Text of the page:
Home > Players > A Closer Look At Mario Gómez’s Shooting

A Closer Look At Mario Gómez’s Shooting

Mario Gómez finished the 2010/11 season as the Bundesliga’s top scorer with 28 goals in 32 appearances. Per 90 minutes he scored 1.03 goals, or put another way he scored a goal every 87 minutes he was on the pitch. In the top European leagues only Cristiano Ronaldo (40) and Lionel Messi (31) scored more goals than he did (Antonio Di Natale equaled his tally of 28). In this post I take a closer look at his shooting and goal scoring using statistics gathered from the official Bundesliga website.

In total Gómez took 95 shots or 3.50 per 90 minutes. Of those 48 were on target, 26 off target, 16 were blocked, 3 hit the post and 2 hit the crossbar. The majority of his shots, 79, came from open play. 2 came from penalty kicks, 4 from counter attacks, 4 from corners, 1 from a throw-in and 5 from free kick crosses.


One of Gómez’s strengths is his ability to score goals with either foot or his head. With his right foot he scored 13 goals from 49 shots, with his left 9 goals from 24 shots and with his head 6 goals from 21 headers. His goals-to-shot ratios were very good with all three; 0.27 with his right foot, 0.37 with his left and 0.29 with his head.

Shot Locations

To see where his shots came from I divided the pitch into seven sections: Six Yard Left (orange), Six Yard Middle (green), Six Yard Right (purple), Penalty Left (yellow), Penalty Middle (blue), Penalty Right (red) and Outside Area.

Gómez is a real penalty box predator; only 5 of his shots came from outside the area. 51 of his shots (53 if you count the two penalty kicks) came from Penalty Middle and 19 from Six Yard Middle, so altogether 75.8% of his shots came from directly in front of the goal. His other shots came primarily from Penalty Left and Right, 9 and 7 respectively, with 1 each from Six Yard Left and Right.

Given most of his shots come from directly in front of the goal it’s no surprise most of his goals do as well. 14 of his goals were scored from Six Yard Middle and 11 from Penalty Middle. 2 were scored from Penalty Right and 1 from the penalty spot. His goals-to-shot ratios from Penalty Middle and Six Yard Middle were 0.22 and 0.74 respectively.

Shot Destinations

Gómez tends to favour his left side when aiming his shots. Of the 48 shots that were on target 18 were aimed at the left third of the goal, 23 at the center third and 7 at the right third. Of the shots that were off target to the side of the goal 10 went to the left and 6 to the right. He hit the left post twice and the right post once. In total he shot to his left more than twice as often as to his right; 38.0% to his left versus 17.7% to his right.

When choosing the height of his shot his range was more balanced. 27 (34.2%) of his shots were aimed high (the top third of the goal and everything off target above the goal), 19 (24.0%) to the middle third and wide on either side and 33 (41.8%) to the bottom third and wide on either side.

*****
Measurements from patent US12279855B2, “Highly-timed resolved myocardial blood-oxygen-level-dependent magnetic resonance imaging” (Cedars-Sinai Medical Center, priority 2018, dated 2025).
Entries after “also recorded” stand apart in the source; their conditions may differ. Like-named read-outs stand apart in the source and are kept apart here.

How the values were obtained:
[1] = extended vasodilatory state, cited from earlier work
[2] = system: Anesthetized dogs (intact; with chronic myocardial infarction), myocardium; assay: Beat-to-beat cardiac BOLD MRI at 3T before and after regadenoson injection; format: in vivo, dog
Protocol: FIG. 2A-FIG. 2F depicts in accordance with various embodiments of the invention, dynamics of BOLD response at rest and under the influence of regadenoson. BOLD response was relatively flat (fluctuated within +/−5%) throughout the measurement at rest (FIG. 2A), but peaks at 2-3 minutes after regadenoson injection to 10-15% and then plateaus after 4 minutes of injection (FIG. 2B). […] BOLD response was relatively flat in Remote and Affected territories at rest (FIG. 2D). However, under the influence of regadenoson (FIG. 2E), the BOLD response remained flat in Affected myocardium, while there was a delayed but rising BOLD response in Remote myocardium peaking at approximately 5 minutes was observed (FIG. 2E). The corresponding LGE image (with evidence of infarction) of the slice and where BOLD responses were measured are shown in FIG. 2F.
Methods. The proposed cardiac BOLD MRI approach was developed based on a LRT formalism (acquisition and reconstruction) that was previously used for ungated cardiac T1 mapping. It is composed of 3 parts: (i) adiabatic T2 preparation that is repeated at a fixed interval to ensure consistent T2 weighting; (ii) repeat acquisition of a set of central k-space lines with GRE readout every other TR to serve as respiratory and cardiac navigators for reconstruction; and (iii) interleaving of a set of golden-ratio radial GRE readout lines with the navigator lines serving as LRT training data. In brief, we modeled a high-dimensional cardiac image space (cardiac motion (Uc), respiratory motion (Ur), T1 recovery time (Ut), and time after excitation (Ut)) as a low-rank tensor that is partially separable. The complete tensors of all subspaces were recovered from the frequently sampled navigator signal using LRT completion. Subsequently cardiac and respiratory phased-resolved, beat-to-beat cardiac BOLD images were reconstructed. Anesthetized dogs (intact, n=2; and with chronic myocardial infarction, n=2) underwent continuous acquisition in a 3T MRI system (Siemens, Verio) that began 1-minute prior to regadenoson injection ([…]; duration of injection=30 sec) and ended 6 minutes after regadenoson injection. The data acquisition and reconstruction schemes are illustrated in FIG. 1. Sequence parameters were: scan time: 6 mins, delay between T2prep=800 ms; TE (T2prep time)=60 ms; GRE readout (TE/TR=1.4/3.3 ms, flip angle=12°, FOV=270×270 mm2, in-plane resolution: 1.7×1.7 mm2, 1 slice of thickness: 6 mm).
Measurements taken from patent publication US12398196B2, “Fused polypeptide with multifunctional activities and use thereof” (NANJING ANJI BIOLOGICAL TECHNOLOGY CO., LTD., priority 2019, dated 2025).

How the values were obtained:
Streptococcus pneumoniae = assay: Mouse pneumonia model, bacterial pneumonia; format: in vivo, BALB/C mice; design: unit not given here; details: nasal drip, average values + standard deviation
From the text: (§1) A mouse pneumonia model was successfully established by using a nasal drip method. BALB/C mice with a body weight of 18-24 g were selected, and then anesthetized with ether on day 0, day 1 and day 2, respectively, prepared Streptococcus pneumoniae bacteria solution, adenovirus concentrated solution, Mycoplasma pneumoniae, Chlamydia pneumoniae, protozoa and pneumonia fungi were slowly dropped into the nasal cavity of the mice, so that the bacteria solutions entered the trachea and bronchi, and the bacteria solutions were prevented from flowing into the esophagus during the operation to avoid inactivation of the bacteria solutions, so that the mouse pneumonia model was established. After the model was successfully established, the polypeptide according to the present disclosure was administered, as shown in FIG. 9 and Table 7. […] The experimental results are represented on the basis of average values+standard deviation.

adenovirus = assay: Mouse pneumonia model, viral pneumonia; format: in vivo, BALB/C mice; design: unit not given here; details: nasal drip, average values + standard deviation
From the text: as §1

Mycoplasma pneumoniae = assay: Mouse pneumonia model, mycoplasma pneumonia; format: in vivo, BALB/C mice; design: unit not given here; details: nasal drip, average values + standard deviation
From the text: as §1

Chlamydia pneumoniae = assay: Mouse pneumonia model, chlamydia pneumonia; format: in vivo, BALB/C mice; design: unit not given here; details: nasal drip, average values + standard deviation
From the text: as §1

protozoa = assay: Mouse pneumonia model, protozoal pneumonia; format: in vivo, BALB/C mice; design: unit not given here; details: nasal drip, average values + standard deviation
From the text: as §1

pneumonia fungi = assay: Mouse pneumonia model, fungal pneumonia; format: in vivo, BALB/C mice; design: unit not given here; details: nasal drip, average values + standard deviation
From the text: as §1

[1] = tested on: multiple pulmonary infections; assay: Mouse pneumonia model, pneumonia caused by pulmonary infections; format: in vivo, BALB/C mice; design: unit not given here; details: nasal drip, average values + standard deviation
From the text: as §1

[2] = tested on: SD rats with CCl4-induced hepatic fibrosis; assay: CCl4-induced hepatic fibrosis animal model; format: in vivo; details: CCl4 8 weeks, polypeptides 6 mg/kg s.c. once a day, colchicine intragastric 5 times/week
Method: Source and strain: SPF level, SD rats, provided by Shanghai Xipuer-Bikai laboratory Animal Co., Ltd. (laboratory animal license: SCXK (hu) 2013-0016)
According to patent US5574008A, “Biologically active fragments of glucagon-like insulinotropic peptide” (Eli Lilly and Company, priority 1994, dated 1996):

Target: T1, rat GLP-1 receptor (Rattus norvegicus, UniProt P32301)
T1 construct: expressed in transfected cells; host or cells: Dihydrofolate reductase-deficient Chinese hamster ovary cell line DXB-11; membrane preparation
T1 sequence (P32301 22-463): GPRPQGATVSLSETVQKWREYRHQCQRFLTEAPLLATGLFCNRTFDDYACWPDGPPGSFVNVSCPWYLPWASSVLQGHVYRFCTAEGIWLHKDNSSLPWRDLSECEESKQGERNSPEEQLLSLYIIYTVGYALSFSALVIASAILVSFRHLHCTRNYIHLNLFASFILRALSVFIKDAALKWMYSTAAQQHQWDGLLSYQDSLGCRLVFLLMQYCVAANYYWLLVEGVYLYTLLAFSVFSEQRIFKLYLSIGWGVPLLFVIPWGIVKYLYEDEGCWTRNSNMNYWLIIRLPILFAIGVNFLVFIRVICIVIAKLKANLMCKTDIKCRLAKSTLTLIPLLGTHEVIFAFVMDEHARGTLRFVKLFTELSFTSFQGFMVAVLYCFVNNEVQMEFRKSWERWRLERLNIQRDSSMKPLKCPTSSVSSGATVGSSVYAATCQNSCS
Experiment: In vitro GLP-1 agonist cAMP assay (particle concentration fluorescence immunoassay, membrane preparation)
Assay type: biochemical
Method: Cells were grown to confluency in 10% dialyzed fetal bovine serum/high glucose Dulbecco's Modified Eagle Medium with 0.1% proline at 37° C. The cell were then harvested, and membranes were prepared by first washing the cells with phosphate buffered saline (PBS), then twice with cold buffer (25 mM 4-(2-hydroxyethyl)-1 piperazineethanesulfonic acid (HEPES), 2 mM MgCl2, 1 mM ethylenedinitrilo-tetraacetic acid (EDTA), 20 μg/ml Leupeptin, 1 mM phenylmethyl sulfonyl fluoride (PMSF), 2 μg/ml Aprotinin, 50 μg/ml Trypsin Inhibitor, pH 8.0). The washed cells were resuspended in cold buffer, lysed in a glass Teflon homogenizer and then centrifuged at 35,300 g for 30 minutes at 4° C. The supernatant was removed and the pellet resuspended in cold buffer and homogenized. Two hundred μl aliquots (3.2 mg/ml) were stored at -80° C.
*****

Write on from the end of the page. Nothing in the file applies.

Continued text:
In the following table I have summarised the destinations of all of his shots on target. I split the goal into nine sectors – top left, center, right, middle left, center, right, bottom left, center, right – and listed how many shots ended up in each sector and how many goals those shots resulted in.

Destination | Shots | Goals
Top Left | 3 | 1
Top Center | 3 | 0
Top Right | 3 | 3
Middle Left | 3 | 3
Middle Center | 7 | 3
Middle Right | 1 | 0
Bottom Left | 12 | 7
Bottom Center | 13 | 8
Bottom Right | 3 | 3

The bottom sectors were the most productive for him with 18 of his 28 goals coming from there. The left side of the goal was more productive than the right with 11 goals scored to his left versus 6 to his right.

To any Bundesliga goalkeepers reading this I would offer a suggestion: the next time you come up against Gómez and he is about to shoot stay low and get ready to dive to your right. Whatever you do don’t dive to your left.

Finally, what would this post be without a video of Gómez in action, so here is a video of all his goals from this season, including not just his 28 Bundesliga goals but also his goals from other competitions. Thanks to jackmcrobert for the video.

Categories: Players
  1. June 6, 2011 at 09:16

    Interesting read. Where did you get the data? Are they freely available?

  2. June 6, 2011 at 11:37

    The data is from the official Bundesliga website: http://www.bundesliga.de/de/index.php. For some reason they have an agreement with Opta that allows them to release all this wonderful data free to the public. To get to the data, at the top of the page hover over Bundesliga, then click Spieltag & Spielplan, then choose a match day, then choose a match and click on Matrix. Then choose the player(s) from the left hand side and the actions from the right. It’s all in German but not hard to figure out using Google Translate. Then it’s just a matter of going through every match to collect the data that you want.

  3. June 6, 2011 at 12:41

    Good analysis!!

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